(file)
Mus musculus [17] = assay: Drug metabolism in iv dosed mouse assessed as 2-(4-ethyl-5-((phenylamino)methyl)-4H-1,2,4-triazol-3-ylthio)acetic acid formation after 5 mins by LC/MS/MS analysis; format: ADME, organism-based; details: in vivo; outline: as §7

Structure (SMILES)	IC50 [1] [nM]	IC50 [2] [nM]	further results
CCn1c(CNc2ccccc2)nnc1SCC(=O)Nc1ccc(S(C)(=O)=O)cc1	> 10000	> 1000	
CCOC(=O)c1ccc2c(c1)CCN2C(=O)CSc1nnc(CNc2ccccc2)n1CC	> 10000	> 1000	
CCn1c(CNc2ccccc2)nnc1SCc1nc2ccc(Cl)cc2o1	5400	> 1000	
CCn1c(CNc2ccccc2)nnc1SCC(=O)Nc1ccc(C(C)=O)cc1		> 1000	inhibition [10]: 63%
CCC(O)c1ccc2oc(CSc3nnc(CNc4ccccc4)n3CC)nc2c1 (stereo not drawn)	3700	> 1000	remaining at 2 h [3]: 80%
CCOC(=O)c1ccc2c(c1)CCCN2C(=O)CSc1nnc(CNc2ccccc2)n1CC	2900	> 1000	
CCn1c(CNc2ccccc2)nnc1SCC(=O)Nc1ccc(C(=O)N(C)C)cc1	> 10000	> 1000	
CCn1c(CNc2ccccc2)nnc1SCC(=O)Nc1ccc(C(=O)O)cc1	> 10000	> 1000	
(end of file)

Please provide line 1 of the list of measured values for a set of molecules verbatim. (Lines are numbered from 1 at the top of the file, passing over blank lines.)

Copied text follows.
Mus musculus [17] = assay: Drug metabolism in iv dosed mouse assessed as 2-(4-ethyl-5-((phenylamino)methyl)-4H-1,2,4-triazol-3-ylthio)acetic acid formation after 5 mins by LC/MS/MS analysis; format: ADME, organism-based; details: in vivo; outline: as §7